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How do you get into workers and styles?


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#1 GOTNW

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Posted 18 June 2016 - 06:30 AM

There are a lot of things that affect our perception of wrestling that haven't been discussed yet, I think this is an important one. It's only natural you'd compare something new to things you've seen before. Personally I try to get a feel for a wrestler and a promotion/style before watching their best stuff. That's not always going to be possible and if I think it's truly elite stuff I'll usually give it a rewatch if I feel I may have missed out on my first watch due to not understanding the conventions of the style. Similarly I think it's possible to overrate a match based on your lack of exposure. Someone's regular spot may amaze you when you see it for the first time and be completely unimpressive the tenth time you see it. By familiarizing yourself with the worker you're able to distinguish between the spots that look great every time (Volk Han's Guillotine Hammerlock, for instance) and those that lose their sparkle quickly (a 630 Senton and indy backbreakers would be my examples). Getting into a style by just watching the commonly accepted best stuff seems inherently toxic, even if it works just fine quite often. How similar a new style is to what you're already familiar with will surely play a factor but how willing you are to expand what you can deem great wrestling will probably play an even bigger one.



#2 CapitalTTruth

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Posted 22 June 2016 - 10:38 AM

It kind of depends. I actually think the approach of understanding the style or the wrestler in the week to week or month to month before jumping into their best work. It is probably a lot better, I rarely do it.  I recently jumped into Joshi and Lucha. I didn't immediately find the best matches, but it didn't take long. Falling in love with stuff like MS-1 vs Sangre Chicana  El Dandy vs El Satanico helped motivate me to look at as much Lucha as I could. Part of it is that I assumed there is stuff I would like as much or more out there that other people were lower on, part of it was I saw how good lucha could be and wanted more.  The same thing happened with Joshi. After watching  Hokuto vs  Kandori I became sort of obsessed with Joshi.

 

Another part of it for me - at least with styles - is that I tend to get really into something and more interested in the nuance when I find my favorites.  I immediately fell in love with Sangre Chicana and El Satanico when was watching the 80s lucha set. Watching their matches helped me get into other wrestlers and start to really parse out nuanced differences.  Same with Kandori. She blows me away and because of that I have watched a lot of joshi that isn't necessarily heralded as the top stuff and really enjoyed it.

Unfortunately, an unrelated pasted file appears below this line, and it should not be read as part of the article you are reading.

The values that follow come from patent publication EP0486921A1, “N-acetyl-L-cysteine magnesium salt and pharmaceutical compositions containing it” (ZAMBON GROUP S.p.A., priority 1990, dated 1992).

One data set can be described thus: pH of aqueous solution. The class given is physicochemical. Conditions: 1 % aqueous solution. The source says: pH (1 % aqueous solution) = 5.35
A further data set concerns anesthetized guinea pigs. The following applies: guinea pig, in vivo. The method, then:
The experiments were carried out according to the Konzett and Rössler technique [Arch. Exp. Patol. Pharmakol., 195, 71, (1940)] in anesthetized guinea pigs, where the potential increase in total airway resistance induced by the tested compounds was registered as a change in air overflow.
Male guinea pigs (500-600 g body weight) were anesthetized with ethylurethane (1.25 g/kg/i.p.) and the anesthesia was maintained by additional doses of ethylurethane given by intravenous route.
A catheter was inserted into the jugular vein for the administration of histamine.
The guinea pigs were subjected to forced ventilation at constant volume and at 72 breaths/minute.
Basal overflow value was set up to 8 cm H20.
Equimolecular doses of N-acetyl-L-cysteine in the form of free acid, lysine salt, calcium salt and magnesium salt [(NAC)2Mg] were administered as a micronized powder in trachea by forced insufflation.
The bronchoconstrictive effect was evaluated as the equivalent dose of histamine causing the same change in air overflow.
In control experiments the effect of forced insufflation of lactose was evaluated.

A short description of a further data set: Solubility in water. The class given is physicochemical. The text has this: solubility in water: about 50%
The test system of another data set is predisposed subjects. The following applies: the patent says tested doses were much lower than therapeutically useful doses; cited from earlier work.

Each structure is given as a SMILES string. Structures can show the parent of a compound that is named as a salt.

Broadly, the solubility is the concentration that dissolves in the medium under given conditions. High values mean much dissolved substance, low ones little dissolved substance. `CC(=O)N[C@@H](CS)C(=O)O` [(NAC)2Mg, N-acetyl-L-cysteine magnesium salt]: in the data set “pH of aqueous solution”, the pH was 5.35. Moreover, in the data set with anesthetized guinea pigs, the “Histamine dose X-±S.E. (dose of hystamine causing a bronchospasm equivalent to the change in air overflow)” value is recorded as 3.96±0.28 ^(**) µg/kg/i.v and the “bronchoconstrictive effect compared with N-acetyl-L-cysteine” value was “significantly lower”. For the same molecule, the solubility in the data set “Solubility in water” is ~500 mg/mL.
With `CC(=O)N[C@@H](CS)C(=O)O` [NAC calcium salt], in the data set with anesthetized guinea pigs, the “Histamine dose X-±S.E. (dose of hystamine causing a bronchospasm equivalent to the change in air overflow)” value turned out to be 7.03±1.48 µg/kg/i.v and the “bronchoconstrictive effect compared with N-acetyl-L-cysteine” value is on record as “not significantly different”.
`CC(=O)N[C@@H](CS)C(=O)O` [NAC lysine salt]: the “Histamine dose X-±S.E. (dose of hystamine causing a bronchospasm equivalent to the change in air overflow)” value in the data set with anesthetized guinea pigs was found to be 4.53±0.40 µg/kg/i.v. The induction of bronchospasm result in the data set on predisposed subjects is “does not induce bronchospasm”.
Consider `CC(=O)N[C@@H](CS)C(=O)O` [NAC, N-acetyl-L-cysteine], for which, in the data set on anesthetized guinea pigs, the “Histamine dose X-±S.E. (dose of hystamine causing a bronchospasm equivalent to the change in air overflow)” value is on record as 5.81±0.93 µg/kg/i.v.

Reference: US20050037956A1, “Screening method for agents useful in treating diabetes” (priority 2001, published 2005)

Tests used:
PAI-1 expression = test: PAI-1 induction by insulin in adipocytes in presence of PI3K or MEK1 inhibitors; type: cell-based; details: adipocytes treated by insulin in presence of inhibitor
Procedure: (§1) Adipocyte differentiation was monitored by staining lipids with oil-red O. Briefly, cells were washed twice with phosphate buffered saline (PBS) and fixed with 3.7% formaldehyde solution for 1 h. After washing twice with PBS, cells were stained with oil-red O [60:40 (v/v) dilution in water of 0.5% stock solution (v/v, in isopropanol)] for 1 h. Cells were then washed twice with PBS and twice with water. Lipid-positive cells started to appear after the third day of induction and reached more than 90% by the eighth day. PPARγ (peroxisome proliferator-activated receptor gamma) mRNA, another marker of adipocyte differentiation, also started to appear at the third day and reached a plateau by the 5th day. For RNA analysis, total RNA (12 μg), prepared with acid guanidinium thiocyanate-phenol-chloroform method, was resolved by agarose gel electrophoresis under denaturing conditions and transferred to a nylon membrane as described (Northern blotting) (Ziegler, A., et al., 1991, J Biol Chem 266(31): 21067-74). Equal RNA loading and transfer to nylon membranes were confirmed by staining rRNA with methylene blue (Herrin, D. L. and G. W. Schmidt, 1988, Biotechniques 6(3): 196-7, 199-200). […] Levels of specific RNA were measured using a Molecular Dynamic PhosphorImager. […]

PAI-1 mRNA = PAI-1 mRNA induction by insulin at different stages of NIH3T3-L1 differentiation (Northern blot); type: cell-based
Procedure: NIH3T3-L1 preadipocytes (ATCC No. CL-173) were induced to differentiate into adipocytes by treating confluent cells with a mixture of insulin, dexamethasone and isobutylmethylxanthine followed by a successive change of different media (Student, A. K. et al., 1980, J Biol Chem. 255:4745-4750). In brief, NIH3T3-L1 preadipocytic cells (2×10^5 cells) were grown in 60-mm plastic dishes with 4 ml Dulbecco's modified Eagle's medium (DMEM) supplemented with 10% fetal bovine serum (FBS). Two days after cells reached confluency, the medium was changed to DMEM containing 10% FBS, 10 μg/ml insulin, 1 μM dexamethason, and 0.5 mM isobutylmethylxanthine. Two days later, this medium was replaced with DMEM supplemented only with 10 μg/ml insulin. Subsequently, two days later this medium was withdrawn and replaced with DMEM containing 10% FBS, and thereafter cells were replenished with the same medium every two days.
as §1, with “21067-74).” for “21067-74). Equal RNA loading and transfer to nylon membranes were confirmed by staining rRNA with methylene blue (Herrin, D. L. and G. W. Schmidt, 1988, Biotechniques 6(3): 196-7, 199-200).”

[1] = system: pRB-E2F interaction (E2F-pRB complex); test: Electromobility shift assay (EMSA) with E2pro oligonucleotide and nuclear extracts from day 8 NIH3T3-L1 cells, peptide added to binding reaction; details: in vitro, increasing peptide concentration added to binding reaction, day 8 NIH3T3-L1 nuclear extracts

One sort of strength - though, again, I don't recommend it - to this pattern of watching is that when you go back and watch the really high end stuff it takes on new layers. In some ways it lets you see some of the top shelf stuff twice. Those spots that might amaze you the first time and be boring the 10th can still bring you a lot of joy watching. I know I wind up paying attention to the nuances differently. It can also bring some weight to the move, weight that at least to some degree it should probably have not completely lost just because it is a regular spot. Watching some of my favorite matches at different points has always provided me with a more well rounded picture of what is happening in the story they are trying to tell. When it comes to elite stuff I watched cold, even if I didn't get the nuance the first time it is something I gain an appreciation I am not sure I would get without that first blind watch.

 

I would love to watch everything chronologically, but I just don't have time and more often than not when I do have time to sit down with some new wrestling I want to see good wrestling. I often find myself thinking that life is too short to not watch great wrestling when you have the chance.



#3 GOTNW

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Posted 23 June 2016 - 03:52 PM

Thank you for your response. I do find the comment about wanting to watch "great wrestling only" somewhat relatable, but it's more of a mood I get sometimes than a fixatated state. The cons of it seem pretty obvious-you're going to find plenty of matches disappointing for whatever reason and might miss out on other great wrestling due to not being willing to expand what you think constitutes great wrestling. Lord knows I have lots of issue with the "WOS cosplayers" as Matt has called them but if I didn't bite the bullet and start watching Evolve stuff I wouldn't have seen Matt Riddle who is a tremendous talent (let's ignore his inevitable WWE signing). I watch wrestling by freely jumping from promotions and eras depending on what I feel like watching, I often feel like watching mediocre and bad matches is just as important in understading why something works, even though I don't really actively seek them out.



#4 CapitalTTruth

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Posted 23 June 2016 - 04:05 PM

Yeah, I agree that it can be a hang up, but it has never been a personal problem for me because I always want to explore new styles. I just - sometimes, not always - wind up starting with top stuff because I will look up what people like and where people suggest to start and all that. Personally, the expansion part comes for me in not really wanting to jump from style to style too quickly. For example, I am really excited to get into some WOS and shoot style eventually, but I am still making my way through some more Joshi and Lucha first. Plus, I got in the mood to rewatch some mid 00s ROH recently. So I am putting off getting into Shoot and WOS until I am ready to commit some weeks and months really wading through it. So even if I wind up starting with some top end stuff there, I will want to immerse myself in it for a while so I feel like I understand it. Once I am pretty familiar with a style or genre I feel better about jumping in and out a little more freely.